Buying a car isn't difficult if you have the money for it; it's another story if you don't have enough cash to buy one right now. And while getting a car loan might seem like you're getting scrutinized by the lender, it's also important to ask questions and see if you can trust and work with them as well. The best way to do this is to prepare questions beforehand. Here are some of the more important ones you need to include on your list:

1. What's really the interest rate I'm paying for this loan?

There are a couple of interest rates you'll encounter when taking a loan, but make sure you know the most important one: Your APR (annual percentage rate). This is the actual interest rate you will have to pay every year depending on your loan's unpaid balance.

2. What are the documents needed and the processing time?

It's important to know the required documents you need to submit, and how long they’ll be processed. That way, you can submit them in time and prevent possible penalties.

3. How long should I pay the loan?

It's important that you know the terms of the deal – or how long you'll pay for it. Remember that the longer your car loan, the higher the interest rate, and the more money you need to spend. It's always best to pay everything as soon as possible.

4. What are the other fees and / or hidden charges?

What are the extra charges that you need to pay during the entire loan term? Are there any hidden charges that might possibly turn into penalties? Remember that you will need to pay for additional fees like sales tax, documentations fees, title tax, and many others. There are even dealers that will give additional fees just to earn more profit.
The more you know what these are, the more you can make a decision if buying the car is worth it—or not.

5. What are the possible penalties that I might get in my loan?

In case you pay late, what will be the penalties? Can you also make an earlier payment without getting any penalties along the way?

6. Can it be possible to negotiate the interest rates?

It might be possible to renegotiate for an interest rate if you've been loyal to the bank you're lending from, or you have a good history of paying your previous loans with them.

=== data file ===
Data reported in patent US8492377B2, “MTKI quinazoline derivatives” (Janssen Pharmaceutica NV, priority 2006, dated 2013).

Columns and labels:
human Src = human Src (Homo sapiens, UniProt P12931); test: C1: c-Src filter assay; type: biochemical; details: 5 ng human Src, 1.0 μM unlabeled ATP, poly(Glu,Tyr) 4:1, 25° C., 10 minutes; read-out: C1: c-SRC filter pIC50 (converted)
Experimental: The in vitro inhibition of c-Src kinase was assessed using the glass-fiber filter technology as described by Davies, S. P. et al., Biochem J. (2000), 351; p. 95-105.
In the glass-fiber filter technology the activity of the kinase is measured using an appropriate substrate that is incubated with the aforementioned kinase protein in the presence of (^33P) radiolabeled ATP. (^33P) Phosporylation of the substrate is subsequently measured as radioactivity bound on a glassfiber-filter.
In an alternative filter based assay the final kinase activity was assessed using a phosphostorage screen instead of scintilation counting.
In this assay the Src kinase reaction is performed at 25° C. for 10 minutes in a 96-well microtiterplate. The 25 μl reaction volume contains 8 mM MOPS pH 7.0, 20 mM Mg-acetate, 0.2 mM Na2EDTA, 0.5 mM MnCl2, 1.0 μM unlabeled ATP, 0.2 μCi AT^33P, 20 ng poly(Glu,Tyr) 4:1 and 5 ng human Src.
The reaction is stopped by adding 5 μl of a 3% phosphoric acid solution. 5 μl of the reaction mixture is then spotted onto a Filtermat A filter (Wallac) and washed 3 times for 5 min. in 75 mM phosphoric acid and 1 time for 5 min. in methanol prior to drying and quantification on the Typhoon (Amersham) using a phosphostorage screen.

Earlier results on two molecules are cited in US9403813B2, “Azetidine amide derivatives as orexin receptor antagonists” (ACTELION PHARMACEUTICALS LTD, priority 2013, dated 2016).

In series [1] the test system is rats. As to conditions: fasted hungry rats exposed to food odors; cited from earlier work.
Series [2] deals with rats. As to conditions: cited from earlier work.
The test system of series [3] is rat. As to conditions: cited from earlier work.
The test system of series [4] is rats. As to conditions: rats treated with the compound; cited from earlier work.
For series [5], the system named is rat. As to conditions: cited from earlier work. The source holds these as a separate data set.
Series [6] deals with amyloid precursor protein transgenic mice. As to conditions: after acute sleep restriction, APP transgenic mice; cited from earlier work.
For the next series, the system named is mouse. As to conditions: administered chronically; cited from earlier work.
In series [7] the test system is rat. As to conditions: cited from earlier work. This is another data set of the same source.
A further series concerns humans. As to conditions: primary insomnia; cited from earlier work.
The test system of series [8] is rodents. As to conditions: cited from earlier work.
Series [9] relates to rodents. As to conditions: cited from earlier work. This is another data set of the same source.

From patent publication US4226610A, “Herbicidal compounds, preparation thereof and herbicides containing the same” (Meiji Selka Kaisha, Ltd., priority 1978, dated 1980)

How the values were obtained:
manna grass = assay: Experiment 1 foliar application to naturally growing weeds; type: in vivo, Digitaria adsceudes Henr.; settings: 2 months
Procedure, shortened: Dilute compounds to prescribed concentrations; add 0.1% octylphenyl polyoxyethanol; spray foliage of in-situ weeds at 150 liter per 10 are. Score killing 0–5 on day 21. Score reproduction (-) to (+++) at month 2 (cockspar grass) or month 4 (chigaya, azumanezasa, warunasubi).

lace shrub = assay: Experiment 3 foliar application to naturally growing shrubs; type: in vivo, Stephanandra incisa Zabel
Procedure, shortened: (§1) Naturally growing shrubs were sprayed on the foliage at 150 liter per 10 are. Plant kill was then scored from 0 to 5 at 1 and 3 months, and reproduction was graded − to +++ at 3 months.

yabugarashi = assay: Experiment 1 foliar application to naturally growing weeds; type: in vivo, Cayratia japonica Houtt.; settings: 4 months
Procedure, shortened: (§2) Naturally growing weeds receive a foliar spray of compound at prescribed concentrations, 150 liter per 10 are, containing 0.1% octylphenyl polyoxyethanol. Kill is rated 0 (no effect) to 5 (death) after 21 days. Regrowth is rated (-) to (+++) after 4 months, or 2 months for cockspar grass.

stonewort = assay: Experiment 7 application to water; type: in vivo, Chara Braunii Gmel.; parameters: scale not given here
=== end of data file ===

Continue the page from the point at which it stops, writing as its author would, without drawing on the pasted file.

7. How much is the exact price I'm paying for the vehicle? Can you give a breakdown of where the fees are going?

It’s important that you know where exactly your money is going. So if you find a discrepancy somewhere, then you can pinpoint specifically where the real trouble is and take steps to fix it. Some of the important things you need to ask yourself are the following:

  • How much is the specific price you're going to pay for the vehicle?
  • How much is the total amount that will be financed?
  • How much is the credit or finance charge?

8. Are there dealer add-ons in the car?

The most standard / basic vehicles often don't come with a lot of options, such as additional accessories, paint-protection, nitrogen tires, and more. There are times when dealers will add these options to make them easier to sell. If you're on a tight budget, it's best to just go without the options and go with the standard models.

9. Has the car been damaged before?

Cars are often shipped from other countries, and when that happens, it's possible that they’ll get hit or scratched during transport. When that happens, these companies will try to cover it, but you can see the difference if you look closer. And another important thing: there are lemon cars that were proven defective when they were bought by a customer, so they had to be returned back to the car dealer. If the car can’t be repaired, the dealer will often give a new replacement for the car. So what happens to the defective / damaged vehicle? They can take it back to the car manufacturer, or they’ll fix it like brand new and sell it again – that’s what you need to be careful about.

10. Is that your final price?

Sometimes, it wouldn't hurt to haggle for the price. Go online before you go to the dealer, and research for the actual price of your dream vehicle. Once you’ve made a list, then it’s time to go out and check the prices in car dealers. If there's a huge difference between the actual price and the dealer's price, then be prepared to haggle -- or walk away, if you don't get a fair deal.